Bangalore is the sixth most populous city in India and 43rd largest metropolis in the world. It is the one of the fast growing city and poised to become mega city with 88 lakhs population and 1,000 sq.kms in 2015. The city is a leading science centre with its internationally comparable educational and research institutes. It is a centre for India’s space research and aviation technology. Bangalore is emerged as ‘Silicon Valley’ of India with a booming IT industry of over 125 multi-national companies, 1150 software export companies and 1,20,000 IT professionals. The software exports from the city have been estimated to be around US $2.5 billion in 2003.
With the increase of population and stimulated economic growth, there has been an enormous strain on the existing infrastructure and service delivery. The problems related to traffic, roads, water, sanitation, solid waste, electricity and transport in urban areas are quite acute. The government has neither capacity nor required finances to cope with rising demand for public services.
In this context, many governance reforms have been initiated both by state and civil society to improve the quality of governance and service delivery. The major reforms include Public Private Partnership (PPP), privatization of government activities, and partnership with civil society organizations, transparency and accountability in administration and so on. Against this backdrop, the study examines the implications of governance reforms particularly public private partnership on service delivery in terms of efficiency and equity in Bangalore.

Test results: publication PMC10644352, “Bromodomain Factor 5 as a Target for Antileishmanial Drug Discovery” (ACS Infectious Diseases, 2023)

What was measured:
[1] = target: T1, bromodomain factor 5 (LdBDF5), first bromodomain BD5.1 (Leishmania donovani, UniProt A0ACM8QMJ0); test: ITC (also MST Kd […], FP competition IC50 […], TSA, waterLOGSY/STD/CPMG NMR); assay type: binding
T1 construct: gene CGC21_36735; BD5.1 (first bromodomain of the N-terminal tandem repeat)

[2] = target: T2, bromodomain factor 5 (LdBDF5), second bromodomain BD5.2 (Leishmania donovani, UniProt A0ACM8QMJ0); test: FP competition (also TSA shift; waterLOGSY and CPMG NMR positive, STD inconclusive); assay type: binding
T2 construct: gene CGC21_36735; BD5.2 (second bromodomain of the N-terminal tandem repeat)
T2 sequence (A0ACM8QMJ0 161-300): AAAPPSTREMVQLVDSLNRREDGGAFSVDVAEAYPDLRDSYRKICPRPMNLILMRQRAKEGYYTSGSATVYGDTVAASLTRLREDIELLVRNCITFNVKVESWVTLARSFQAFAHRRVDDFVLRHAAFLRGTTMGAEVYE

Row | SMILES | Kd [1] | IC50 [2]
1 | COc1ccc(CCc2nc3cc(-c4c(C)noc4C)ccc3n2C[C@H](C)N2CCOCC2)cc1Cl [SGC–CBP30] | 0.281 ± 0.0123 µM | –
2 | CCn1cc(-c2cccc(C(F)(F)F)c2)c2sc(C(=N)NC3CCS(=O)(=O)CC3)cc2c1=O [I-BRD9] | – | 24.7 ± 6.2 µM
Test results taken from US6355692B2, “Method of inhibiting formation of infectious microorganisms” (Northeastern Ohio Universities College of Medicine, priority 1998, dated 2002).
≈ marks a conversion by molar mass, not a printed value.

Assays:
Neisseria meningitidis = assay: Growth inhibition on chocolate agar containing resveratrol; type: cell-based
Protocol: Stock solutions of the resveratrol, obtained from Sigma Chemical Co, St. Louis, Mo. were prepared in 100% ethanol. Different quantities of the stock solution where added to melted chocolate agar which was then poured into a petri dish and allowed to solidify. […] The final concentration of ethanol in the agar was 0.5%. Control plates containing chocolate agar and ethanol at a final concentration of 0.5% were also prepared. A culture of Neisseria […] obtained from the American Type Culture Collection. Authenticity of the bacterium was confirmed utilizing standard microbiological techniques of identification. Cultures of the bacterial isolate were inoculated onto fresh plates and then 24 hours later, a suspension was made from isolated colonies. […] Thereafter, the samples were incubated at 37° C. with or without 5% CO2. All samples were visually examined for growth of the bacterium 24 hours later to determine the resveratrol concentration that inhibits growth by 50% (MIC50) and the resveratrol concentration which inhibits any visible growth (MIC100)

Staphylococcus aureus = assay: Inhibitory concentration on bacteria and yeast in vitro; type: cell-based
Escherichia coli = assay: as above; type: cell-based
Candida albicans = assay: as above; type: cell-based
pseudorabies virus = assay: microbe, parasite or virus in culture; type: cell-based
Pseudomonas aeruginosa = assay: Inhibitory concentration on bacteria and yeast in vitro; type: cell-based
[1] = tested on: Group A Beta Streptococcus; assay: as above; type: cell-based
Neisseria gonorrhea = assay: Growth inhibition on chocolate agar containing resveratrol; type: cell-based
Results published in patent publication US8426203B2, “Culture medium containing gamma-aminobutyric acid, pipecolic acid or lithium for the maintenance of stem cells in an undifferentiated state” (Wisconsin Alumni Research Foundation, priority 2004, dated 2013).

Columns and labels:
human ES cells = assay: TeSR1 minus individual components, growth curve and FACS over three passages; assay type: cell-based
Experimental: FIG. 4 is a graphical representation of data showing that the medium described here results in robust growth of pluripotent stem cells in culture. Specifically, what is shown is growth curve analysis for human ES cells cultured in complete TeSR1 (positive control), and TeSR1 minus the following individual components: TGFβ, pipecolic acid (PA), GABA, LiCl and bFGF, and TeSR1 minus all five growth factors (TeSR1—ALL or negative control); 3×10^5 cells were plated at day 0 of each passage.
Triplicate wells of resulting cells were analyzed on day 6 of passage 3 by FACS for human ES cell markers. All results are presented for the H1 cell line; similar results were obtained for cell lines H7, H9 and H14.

Public-Private Partnership for Service Delivery: Conceptual Framework:
There is lack of consensus over definition of PPP. PPP is deferred as ‘working arrangements based on a mutual commitment between a public sector organization with any organization outside of the public sector’. It is a contractual agreement formed between a government agency and a private sector that allows the latter in public service delivery towards financing, designing, implementing.
PPP is innovative, flexible collaborations in which the partners are bound by shared values and mutual trust to share cost, risks, and benefits.
PPP is also understood in terms of inherent power dynamics shared mutually among the partners. Power might be political information, or organizational power. PPP is alternative service delivery model to achieve efficiency and address shortages, although unlikely to replace fully traditional service deliver by governments. The partnership concept is linked to the network forms of governance, in which public actors co-opt other actors to solve the governance problems. PPP therefore, represent a new way of doing business to improve the quality and efficiency of public services.
PPP in partnership with ‘private’ sector include corporate bodies, consulting firms, contractors, maintenance companies, private investors and so on. The public-private also include: service contracts, operation and management contracts, Leasing-Buy-Build-Operate (BBO), Lease-Develop-Operate (LDO), Wrap-Around Addition (WAA), Build-Operate-Transfer (BOT), Build-Own-Operate-Transfer (BOOT) etc. Most contracts cover the finance, design, management, and maintenance obligations. These contracts are usually financed by user fees or tariffs or by government subsidies. The argument is private participation results in better efficiency. The PPP helps to raise resources (funds, techno-managerial skill and expertise), innovation, cost saving and construction and commercial risk sharing, entrepreneurial spirit and improve services simultaneously. These civic groups play a predominant role in mobilizing services, pressing for micro-policy reforms, engage in mass campaigns, demand for better services, monitor actual provision and for ensuring accountability from service providers. The horizontal engagement of public civil society is...